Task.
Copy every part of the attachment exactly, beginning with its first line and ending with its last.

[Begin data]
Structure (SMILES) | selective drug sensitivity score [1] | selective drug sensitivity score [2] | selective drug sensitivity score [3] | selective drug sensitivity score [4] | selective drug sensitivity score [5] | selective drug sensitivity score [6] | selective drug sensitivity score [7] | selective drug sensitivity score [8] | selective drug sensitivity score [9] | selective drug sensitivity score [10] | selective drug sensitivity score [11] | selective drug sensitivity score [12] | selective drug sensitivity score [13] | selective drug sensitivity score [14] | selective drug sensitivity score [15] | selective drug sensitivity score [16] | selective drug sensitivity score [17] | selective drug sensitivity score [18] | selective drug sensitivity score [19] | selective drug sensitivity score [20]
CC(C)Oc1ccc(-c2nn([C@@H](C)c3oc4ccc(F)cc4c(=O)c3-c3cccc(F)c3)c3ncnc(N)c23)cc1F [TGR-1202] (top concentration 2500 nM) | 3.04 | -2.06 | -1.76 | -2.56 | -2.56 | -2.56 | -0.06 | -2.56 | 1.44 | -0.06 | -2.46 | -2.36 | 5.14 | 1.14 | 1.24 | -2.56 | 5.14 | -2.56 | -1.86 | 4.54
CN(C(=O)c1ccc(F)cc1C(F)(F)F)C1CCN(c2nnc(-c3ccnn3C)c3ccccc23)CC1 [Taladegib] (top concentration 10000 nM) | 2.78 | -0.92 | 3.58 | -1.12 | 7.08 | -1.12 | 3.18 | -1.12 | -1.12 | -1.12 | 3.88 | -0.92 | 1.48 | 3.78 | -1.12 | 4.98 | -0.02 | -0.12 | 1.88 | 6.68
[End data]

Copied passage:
Structure (SMILES) | selective drug sensitivity score [1] | selective drug sensitivity score [2] | selective drug sensitivity score [3] | selective drug sensitivity score [4] | selective drug sensitivity score [5] | selective drug sensitivity score [6] | selective drug sensitivity score [7] | selective drug sensitivity score [8] | selective drug sensitivity score [9] | selective drug sensitivity score [10] | selective drug sensitivity score [11] | selective drug sensitivity score [12] | selective drug sensitivity score [13] | selective drug sensitivity score [14] | selective drug sensitivity score [15] | selective drug sensitivity score [16] | selective drug sensitivity score [17] | selective drug sensitivity score [18] | selective drug sensitivity score [19] | selective drug sensitivity score [20]
CC(C)Oc1ccc(-c2nn([C@@H](C)c3oc4ccc(F)cc4c(=O)c3-c3cccc(F)c3)c3ncnc(N)c23)cc1F [TGR-1202] (top concentration 2500 nM) | 3.04 | -2.06 | -1.76 | -2.56 | -2.56 | -2.56 | -0.06 | -2.56 | 1.44 | -0.06 | -2.46 | -2.36 | 5.14 | 1.14 | 1.24 | -2.56 | 5.14 | -2.56 | -1.86 | 4.54
CN(C(=O)c1ccc(F)cc1C(F)(F)F)C1CCN(c2nnc(-c3ccnn3C)c3ccccc23)CC1 [Taladegib] (top concentration 10000 nM) | 2.78 | -0.92 | 3.58 | -1.12 | 7.08 | -1.12 | 3.18 | -1.12 | -1.12 | -1.12 | 3.88 | -0.92 | 1.48 | 3.78 | -1.12 | 4.98 | -0.02 | -0.12 | 1.88 | 6.68